I’ve been covering tax policy in the US for over a decade now, and I can confidently say that provisions in the tax code do not often go viral.
Enter the child tax credit, which was greatly expanded temporarily in President Joe Biden’s American Rescue Plan, with monthly payments hitting households starting on July 15. The sudden deposits — of up to $250 per child ages 6-17, and $300 per child under 6 — were such a delight to many parents that the hashtags #childtaxcredit and #childtaxcredit2021 blew up on TikTok, with tens of millions of views under each as of this writing.
I’m partial to @yellowha’s mother-son version:
And the account @wifeandmomlife’s, set to the soul classic “Bound” by the Ponderosa Twins Plus One:
This is a continuation of a trend we also saw with the stimulus checks of April 2020, December 2020, and March 2021 — when the government sends out cash like this, outside of the normal tax return process and to a larger population than those affected by programs like SNAP/food stamps or Section 8 housing vouchers, that policy penetrates the public consciousness. The checks get memed. People post dance videos about them.
As someone who supported those stimulus payments, and strongly supports making the new child tax credit payments permanent and easy to access, this is tremendously encouraging stuff. It implies that check-based programs can avoid some of the worst pathologies of American government, and unlock one of the most powerful, and positive forces in politics: policy feedback.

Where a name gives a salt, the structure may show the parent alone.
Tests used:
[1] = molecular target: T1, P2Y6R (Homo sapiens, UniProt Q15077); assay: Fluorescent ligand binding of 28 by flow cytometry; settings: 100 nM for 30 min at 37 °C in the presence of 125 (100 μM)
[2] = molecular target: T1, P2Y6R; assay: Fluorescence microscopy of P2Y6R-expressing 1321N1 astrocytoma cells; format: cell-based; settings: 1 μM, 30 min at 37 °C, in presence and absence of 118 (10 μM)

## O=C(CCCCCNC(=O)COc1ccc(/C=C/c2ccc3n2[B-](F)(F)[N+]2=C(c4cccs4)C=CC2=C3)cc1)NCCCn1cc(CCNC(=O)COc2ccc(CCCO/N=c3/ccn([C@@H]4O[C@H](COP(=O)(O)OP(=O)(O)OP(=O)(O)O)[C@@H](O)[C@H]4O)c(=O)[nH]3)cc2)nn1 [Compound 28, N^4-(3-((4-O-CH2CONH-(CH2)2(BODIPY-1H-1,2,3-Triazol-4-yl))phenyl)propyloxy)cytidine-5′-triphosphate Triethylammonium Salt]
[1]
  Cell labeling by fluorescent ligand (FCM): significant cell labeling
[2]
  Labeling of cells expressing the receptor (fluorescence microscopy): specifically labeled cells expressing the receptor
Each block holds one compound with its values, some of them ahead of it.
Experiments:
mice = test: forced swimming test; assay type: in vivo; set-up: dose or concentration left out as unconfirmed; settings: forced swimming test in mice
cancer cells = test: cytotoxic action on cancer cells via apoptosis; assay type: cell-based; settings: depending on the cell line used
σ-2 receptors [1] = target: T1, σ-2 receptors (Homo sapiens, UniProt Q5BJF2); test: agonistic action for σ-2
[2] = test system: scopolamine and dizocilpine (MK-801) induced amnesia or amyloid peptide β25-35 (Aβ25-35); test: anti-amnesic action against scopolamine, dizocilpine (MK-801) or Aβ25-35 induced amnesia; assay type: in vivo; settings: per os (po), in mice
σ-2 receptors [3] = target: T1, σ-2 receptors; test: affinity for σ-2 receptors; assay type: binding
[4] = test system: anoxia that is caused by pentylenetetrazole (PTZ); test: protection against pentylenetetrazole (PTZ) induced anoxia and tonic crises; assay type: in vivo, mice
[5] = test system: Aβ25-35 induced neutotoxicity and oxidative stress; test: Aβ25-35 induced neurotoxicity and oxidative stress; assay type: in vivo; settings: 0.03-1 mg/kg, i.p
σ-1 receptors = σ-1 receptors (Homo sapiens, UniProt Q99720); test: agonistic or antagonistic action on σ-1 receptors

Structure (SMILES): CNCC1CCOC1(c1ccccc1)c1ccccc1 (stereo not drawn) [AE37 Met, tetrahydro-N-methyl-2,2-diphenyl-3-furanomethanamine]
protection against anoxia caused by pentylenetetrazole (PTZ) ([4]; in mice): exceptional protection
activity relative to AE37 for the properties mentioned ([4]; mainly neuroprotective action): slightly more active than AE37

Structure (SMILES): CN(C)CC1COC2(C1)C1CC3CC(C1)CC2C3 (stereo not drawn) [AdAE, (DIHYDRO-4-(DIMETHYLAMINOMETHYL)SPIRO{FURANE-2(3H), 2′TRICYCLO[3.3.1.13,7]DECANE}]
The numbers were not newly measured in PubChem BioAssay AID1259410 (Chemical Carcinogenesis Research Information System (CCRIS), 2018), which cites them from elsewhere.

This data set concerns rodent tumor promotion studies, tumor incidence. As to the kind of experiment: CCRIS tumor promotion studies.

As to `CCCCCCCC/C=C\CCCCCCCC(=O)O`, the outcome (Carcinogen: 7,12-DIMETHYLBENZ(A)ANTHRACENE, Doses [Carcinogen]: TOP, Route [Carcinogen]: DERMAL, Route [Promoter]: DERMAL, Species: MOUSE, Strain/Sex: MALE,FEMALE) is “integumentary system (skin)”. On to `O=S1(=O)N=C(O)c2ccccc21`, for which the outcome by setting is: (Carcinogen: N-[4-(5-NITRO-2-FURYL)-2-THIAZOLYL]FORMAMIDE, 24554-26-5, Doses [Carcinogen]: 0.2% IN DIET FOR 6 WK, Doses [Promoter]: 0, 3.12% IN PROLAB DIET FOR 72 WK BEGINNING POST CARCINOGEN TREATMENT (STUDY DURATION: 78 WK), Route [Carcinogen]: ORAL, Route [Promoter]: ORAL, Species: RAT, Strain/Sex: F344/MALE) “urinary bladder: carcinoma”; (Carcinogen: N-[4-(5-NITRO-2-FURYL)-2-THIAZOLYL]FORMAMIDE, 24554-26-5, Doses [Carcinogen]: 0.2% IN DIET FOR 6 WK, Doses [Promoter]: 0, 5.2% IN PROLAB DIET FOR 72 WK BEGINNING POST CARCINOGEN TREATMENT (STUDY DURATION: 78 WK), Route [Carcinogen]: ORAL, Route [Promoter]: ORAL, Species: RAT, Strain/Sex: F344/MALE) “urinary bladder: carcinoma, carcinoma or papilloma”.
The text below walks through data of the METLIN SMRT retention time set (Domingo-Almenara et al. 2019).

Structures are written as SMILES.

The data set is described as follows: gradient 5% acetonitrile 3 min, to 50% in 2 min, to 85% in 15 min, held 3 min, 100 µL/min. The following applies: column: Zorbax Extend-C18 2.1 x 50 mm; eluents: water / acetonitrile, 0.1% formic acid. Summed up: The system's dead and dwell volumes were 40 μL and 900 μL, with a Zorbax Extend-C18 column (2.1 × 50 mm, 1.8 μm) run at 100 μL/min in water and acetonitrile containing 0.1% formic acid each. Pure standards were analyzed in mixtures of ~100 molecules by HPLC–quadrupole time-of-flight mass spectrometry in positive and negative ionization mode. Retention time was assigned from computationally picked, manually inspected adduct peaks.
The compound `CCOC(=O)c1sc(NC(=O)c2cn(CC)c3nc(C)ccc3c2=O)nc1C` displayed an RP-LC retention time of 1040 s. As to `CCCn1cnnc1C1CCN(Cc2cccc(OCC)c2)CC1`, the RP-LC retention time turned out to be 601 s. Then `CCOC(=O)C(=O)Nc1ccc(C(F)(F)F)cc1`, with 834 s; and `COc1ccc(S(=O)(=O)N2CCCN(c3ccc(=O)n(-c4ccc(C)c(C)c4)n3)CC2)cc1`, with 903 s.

Checks are moving us past the submerged state
Usually, when the US government decides to help people, it does so in a veiled, even inscrutable way.
Take housing. There is no government agency whose website you can go to, fill out a form, and receive, say, a $10,000 check to help you with a down payment for a house.
Instead, there are obscure measures and opaque institutions that aim to help. There’s the Federal Housing Administration, which insures some mortgages in the hope of making it easier and cheaper for homebuyers to get a loan. That agency runs two quasi-governmental corporations, Fannie Mae and Freddie Mac, that bundle mortgages and sell them to investors, in the hope of indirectly making your mortgage cheaper. It also offers a tax deduction for your mortgage interest, once you buy a house — but only if you itemize your deductions.
That system of indirect government interventions that are obscure or invisible to the average citizen are part of what Cornell political scientist Suzanne Mettler calls “the submerged state.”
The obscurity of the submerged state, Mettler argues, has major costs for our democracy. It erodes public belief in the effectiveness of government by hiding from view the government benefits voters receive. Another example: Middle-class Americans who got subsidized student loans to pay for college, and deduct mortgage interest from their taxes, are getting government benefits, too — but those benefits aren’t perceived the same way as, say, Social Security.
In addition to keeping government’s role in improving lives hidden, the submerged state has another major cost. Georgetown political scientists Don Moynihan and Pamela Herd have argued compellingly that submerged state-like schemes impose major “administrative burdens” on low-income people, from work requirements in programs like food stamps to the burden of navigating the earned income tax credit’s complex parameters.